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Press Release

New Jersey Man Sentenced For Purchasing Turtles in Violation of the Lacey Act

For Immediate Release
U.S. Attorney's Office, Eastern District of Louisiana

NEW ORLEANS, LOUISIANA – United States Attorney Peter G. Strasser announced that ROBERT GLENN HENNESSEY, age 67, a resident of New Jersey, was sentenced today after previously pleading guilty to exporting from Louisiana into New Jersey, 25 common box turtles, from May 19, 2017 to June 14, 2017. United States District Court Judge Greg G. Guidry sentenced HENNESSEY to twelve (12) months of probation and ordered him to pay a $2,000 fine as well as a $100 special assessment fee.

According to court documents, United States Fish & Wildlife Service agents were conducting an investigation into the unlawful capture and interstate sale of various domestic turtle species. The Convention on International Trade in Endangered Species of Wild Fauna and Flora (CITES) is a multilateral treaty signed in 1975, which was designed to ensure the survival of certain plants and animals. These plants and animals are listed within 3 appendices in CITES. Species listed on Appendix II of CITES may become threatened with extinction unless trade is strictly regulated.  Since February 16, 1995, the common box turtle (Terrapene Carolina) has been listed on Appendix II of CITES.  The Lacey Act makes it unlawful to import, export, sell, acquire, or purchase wildlife (listed in CITES) in interstate commerce, that is in violation of any state law. Louisiana has several statutes that prohibit threatened reptiles such as the common box turtle, from being sold or entered into commerce, without proper licensing.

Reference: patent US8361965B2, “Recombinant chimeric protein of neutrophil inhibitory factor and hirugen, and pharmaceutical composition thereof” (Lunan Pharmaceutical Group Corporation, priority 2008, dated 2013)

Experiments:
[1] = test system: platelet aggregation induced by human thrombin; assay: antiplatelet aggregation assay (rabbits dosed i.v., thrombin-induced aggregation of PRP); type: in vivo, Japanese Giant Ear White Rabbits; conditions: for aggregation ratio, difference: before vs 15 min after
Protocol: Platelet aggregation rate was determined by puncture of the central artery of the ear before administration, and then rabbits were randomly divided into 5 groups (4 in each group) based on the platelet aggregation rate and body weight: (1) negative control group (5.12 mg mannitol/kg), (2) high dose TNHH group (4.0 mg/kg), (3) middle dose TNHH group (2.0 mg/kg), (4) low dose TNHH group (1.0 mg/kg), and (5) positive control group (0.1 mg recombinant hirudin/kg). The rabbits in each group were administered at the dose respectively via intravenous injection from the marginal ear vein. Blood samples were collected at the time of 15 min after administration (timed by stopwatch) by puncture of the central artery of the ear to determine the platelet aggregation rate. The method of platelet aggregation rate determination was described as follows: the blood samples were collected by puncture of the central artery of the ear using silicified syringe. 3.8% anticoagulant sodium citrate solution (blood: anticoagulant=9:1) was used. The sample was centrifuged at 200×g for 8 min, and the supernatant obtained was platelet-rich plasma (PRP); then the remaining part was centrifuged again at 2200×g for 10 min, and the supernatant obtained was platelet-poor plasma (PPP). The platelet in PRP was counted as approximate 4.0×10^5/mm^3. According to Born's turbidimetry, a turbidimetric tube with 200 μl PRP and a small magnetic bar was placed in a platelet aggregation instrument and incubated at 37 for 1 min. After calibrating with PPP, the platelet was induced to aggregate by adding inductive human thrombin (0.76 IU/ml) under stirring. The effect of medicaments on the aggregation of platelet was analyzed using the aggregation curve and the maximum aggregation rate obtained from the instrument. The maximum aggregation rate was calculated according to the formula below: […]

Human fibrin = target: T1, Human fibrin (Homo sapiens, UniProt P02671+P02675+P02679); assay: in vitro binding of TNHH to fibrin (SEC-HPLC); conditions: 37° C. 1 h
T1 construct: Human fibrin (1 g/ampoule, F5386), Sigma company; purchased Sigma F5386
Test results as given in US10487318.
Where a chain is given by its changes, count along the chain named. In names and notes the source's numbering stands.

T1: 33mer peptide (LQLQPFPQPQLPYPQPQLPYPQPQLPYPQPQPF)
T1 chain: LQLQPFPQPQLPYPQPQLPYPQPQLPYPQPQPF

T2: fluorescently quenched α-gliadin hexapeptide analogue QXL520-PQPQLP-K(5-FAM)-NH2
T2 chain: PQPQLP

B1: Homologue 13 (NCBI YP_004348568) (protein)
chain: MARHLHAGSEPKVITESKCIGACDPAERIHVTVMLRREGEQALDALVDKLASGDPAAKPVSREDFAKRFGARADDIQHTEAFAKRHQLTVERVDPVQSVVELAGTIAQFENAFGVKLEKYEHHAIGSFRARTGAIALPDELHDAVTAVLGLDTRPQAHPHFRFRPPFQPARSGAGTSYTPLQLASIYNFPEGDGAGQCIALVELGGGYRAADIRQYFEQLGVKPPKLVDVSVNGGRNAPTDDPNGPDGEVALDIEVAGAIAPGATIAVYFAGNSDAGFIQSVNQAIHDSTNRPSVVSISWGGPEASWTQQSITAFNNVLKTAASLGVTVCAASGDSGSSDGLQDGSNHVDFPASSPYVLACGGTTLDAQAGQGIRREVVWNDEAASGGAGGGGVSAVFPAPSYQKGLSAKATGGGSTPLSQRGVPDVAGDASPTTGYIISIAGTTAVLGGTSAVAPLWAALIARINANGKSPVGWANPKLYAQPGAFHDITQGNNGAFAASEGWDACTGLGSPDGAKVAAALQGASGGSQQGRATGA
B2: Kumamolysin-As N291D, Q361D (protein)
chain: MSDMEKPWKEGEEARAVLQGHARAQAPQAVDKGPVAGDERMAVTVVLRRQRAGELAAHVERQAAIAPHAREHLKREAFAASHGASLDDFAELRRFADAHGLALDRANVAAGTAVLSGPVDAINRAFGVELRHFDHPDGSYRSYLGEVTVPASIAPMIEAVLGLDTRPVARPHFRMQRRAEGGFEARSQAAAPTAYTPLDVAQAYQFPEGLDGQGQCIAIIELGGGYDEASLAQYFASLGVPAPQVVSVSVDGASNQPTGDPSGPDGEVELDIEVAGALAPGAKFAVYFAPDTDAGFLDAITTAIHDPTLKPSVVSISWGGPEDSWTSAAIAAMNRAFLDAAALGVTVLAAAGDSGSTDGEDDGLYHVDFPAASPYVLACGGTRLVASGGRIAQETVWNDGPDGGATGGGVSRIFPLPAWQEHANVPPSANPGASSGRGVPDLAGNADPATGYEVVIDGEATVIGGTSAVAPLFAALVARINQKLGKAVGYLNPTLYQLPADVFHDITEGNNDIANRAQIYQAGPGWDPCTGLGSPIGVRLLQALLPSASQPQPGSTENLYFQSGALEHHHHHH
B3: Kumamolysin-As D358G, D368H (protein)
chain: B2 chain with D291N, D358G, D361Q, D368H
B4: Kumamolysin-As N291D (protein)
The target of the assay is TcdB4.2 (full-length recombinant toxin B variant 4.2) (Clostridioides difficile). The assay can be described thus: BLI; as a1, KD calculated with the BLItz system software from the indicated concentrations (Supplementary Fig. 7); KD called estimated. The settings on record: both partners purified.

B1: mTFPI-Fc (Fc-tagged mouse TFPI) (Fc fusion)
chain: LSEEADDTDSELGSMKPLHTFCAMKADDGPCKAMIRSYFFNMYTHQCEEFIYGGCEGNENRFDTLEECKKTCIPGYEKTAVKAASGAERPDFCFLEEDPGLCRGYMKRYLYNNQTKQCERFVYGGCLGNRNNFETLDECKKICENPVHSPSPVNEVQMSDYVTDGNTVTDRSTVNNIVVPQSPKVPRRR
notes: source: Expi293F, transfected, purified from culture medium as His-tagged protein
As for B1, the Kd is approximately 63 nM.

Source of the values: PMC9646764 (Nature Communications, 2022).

During the course of the investigation, the agents developed evidence that Louisiana residents were involved in the capture and subsequent interstate sale of common box turtles to out of state purchasers. One of these sellers cooperated with agents and negotiated the sale of 25 common box turtles to the defendant. Agents then PIT (Passive Integrated Transponder) tagged the turtles, packaged and transported them to the United States Postal Inspection Service (USPIS) for delivery. A USPIS agent then conducted a controlled delivery of the turtles to the defendant’s residence and later executed a search warrant, wherein many of the turtles were identified by their PIT tags. HENNESSEY ultimately admitted that he did not possess any permits for any of the turtles and knew that by purchasing them in interstate commerce, he was violating state law.

U.S. Attorney Strasser praised the work of the United States Fish and Wildlife Service, the United States Department of Homeland Security, Homeland Security Investigations, and the United States Postal Inspection Service, in investigating this matter. He also thanked the United States Attorney’s Office for the District of New Jersey for their assistance. Assistant United States Attorney Jon Maestri is in charge of the prosecution.


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Updated May 12, 2020